Managing millennials | Learning & Development | Primeast

Managing millennials

Author: Primeast

Date: 2/3/2017

The challenge for the multi-generational manager

More and more, the millennial generation is coming to the fore in the world of business, with this group making up the vast majority of new starters in recent years. It's perhaps troubling for some leaders, then, that this is one group who are deemed harder to engage with and understand.

Author, motivational speaker and marketing consultant Simon Sinek garnered significant headlines last year when he was featured on an episode of Inside Quest and his comments relating to millennials went viral.

Tapping into the millennial mindset

Born between the early 1980s and early 2000s, the millennial generation has come in for a lot of criticism in recent years by older generations that have, in the most part, found it difficult to relate to them - many of whom hold some very different ideals from those who are older.

Sinek argued in his viral video that millennials have developed a reputation for holding a sense of entitlement, a lack of patience, being headstrong and lazy in the workplace - so it's unsurprising that leaders are facing a perceived difficulty in engaging with this group.

Throughout the video, Sinek paints a picture of the 'typical millennial' and states there are four elements that have come together to make the millennial mindset what it is today. He describes these as parenting, impatience, technology and environment.

Sinek outlines the relationship between failed parenting strategies that he argues are now commonplace and the rise of new technologies that have led to an always-on world.

At the same time, Sinek claims this has driven a growing need for instant gratification in recent years, while the nature of people's relationships has also changed - no longer do young people have the coping mechanisms and friendship networks to deal with the high levels of stress that can come with a career.

All this combined culminates in Sinek's belief that millennials are a group that businesses will now have to invest heavily into supporting in order to make them productive members of society in the years ahead.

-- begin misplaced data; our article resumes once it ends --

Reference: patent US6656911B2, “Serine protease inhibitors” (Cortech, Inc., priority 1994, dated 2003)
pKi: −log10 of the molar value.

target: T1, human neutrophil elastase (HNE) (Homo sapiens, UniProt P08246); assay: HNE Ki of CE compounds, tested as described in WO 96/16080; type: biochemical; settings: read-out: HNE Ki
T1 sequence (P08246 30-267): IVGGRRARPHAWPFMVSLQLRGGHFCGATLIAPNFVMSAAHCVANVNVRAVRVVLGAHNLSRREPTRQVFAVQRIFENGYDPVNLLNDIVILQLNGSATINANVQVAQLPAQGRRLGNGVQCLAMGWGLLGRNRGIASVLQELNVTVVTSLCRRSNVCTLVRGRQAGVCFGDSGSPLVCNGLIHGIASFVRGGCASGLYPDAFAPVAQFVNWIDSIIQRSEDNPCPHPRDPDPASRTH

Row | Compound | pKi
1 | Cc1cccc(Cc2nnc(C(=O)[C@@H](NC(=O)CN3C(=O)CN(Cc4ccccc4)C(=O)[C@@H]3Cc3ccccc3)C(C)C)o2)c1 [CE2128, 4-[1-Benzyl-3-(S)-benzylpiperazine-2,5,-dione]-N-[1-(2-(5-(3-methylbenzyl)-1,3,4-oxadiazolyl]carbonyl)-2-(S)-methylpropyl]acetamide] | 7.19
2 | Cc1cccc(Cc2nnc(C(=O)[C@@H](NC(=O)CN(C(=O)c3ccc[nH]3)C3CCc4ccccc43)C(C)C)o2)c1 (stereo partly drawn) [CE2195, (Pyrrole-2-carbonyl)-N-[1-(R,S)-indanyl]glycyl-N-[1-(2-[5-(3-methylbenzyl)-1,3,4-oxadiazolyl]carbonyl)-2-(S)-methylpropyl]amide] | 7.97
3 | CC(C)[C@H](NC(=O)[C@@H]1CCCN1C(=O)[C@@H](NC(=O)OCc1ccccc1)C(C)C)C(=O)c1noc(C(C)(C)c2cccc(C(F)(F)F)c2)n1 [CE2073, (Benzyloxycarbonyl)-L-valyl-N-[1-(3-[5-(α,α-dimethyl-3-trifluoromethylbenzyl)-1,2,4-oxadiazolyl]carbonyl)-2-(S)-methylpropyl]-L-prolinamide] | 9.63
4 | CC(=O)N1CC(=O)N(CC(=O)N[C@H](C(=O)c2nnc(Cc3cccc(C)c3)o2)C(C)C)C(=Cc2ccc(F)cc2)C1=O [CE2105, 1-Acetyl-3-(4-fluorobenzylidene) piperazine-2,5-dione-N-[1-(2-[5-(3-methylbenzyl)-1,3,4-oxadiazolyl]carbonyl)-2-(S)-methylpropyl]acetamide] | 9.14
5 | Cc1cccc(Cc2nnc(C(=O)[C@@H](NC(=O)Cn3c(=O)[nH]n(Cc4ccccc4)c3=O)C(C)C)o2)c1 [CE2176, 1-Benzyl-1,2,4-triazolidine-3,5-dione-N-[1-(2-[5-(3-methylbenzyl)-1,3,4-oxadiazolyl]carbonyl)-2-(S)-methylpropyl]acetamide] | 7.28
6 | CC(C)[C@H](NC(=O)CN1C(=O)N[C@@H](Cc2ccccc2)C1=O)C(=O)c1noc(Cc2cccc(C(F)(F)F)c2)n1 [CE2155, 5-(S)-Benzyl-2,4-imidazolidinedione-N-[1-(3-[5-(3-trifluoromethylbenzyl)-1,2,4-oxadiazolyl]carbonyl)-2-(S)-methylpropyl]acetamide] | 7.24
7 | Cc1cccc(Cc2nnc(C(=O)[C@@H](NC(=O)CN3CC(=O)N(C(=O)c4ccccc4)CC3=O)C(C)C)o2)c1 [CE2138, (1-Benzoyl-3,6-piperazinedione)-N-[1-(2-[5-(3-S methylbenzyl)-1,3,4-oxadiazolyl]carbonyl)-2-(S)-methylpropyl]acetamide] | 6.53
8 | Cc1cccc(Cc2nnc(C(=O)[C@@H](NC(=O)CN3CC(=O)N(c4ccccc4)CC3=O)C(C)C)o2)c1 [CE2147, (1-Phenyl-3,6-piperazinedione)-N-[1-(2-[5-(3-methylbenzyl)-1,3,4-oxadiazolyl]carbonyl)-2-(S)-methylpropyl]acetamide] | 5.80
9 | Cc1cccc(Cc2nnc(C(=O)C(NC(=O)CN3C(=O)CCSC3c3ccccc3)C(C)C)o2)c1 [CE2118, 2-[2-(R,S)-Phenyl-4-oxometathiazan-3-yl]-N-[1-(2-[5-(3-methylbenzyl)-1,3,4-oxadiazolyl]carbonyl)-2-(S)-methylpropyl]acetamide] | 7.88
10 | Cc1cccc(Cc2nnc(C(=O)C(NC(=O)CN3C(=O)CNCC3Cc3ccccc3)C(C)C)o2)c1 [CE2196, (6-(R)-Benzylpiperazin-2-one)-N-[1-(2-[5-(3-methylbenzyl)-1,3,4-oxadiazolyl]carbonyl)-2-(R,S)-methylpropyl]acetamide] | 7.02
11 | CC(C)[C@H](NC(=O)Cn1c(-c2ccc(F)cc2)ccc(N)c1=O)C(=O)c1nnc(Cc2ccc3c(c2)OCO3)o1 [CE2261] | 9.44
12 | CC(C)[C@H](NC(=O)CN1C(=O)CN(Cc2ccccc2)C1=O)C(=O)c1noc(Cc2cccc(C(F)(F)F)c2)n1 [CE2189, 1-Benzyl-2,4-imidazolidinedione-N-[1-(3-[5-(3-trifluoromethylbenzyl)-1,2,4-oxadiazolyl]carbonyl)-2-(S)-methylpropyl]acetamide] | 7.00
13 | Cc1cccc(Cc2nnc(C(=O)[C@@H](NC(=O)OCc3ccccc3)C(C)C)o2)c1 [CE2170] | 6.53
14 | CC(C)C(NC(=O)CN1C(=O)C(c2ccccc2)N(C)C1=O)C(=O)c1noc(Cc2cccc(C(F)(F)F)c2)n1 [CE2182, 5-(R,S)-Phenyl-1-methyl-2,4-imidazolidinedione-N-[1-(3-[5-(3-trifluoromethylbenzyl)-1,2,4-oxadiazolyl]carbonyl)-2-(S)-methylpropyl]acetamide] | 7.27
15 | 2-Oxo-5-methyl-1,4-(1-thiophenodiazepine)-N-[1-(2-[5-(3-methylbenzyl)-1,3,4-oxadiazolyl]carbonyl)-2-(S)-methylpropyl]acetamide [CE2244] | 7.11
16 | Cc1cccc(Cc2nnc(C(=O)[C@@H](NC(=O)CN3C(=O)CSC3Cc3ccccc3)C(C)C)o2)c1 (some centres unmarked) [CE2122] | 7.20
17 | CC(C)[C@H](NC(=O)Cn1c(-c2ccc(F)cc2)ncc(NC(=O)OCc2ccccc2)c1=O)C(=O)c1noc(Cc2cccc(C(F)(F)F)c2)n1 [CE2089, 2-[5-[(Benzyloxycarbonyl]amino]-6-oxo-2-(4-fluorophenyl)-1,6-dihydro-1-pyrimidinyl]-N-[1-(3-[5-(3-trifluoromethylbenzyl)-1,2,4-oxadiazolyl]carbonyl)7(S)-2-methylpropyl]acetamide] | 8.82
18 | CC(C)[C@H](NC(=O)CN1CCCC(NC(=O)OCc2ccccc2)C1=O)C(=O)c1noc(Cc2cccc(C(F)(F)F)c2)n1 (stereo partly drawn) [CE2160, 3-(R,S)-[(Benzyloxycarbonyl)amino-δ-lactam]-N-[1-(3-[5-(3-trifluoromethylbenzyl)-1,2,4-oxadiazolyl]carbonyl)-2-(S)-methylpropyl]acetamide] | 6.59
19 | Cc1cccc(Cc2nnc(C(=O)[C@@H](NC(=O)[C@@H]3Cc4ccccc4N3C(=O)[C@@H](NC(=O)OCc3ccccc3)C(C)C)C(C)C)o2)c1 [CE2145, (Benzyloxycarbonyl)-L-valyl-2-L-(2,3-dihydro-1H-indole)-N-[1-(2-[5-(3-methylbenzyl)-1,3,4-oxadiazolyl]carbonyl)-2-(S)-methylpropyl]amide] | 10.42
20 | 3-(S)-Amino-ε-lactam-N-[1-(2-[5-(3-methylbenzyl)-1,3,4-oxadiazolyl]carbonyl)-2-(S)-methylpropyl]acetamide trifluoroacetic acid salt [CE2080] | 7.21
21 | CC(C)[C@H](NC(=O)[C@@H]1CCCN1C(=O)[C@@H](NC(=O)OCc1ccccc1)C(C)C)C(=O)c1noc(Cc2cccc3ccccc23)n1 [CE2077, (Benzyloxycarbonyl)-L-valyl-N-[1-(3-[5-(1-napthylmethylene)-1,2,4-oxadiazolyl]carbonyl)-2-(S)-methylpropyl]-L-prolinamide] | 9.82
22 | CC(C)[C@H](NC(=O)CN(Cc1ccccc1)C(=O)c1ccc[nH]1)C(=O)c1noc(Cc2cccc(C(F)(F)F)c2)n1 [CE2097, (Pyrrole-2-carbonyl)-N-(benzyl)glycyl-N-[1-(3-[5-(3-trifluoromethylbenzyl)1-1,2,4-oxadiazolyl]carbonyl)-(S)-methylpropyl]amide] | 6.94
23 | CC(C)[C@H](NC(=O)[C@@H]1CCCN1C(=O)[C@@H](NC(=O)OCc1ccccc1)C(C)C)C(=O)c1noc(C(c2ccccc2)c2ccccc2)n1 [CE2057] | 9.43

Avoiding generalisation is the key to success

All well and good. However, should we take Sinek's critical observations at face value? After all, his claims are substantial and risk stereotyping an entire generation. In fact, his 'insights' seem - on closer scrutiny - to be opinion positioned as fact.

At one point, he claims millennials have often benefited from higher grades due to the fact that their parents are more likely to complain to their teacher. Meanwhile, at another point, he claims 'science' has shown evidence that interaction with cell phones and social media releases dopamine in the human brain - but if this were the case, why would this solely affect millennials? In each of these instances we're asked to take his word as gospel and to trust that his conclusions hold true, but is this really the case?

Ultimately, organisations hoping to better understand their workforce and the millennial generation in particular need to take a step back. It is all too easy to generalise and paint everyone of a certain age as having the same goals, ideals and issues in their working life - but this is simply not credible.

Nobody said it was easy to engage with people

Where Sinek falls down is in portraying millennials as a group of hopeless individuals who have had little choice in their lives to date. He blames their parents, their upbringing, the rise of technology and a series of other intangible factors for the perceived misgivings of a whole generation.

These assumptions fail to recognise that this generation is the same as any other in one fundamental regard: at the moment, they're young. And don't young people need to be supported to gain the necessary life experience of their older peers? It wasn't too long ago that Baby Boomers were describing Generation X in much the same way - it seems we've come full circle.

In summary, Sinek puts forward a particular view about millennials which challenges organisations to revisit their approach to diversity and inclusion, treating generational issues alongside all the others that relate discrete groups of employees. However, leaders hoping to develop a deeper understanding of the millennial mindset to better engage with this group would be better served in talking to each individual to gain a sense of their own unique drives and frustrations. Because the art and indeed skill of an outstanding leader, above all, is relating and accepting and understanding the unique motives, drivers, purpose and values of each and every individual in order to unlock their potential and improve performance.

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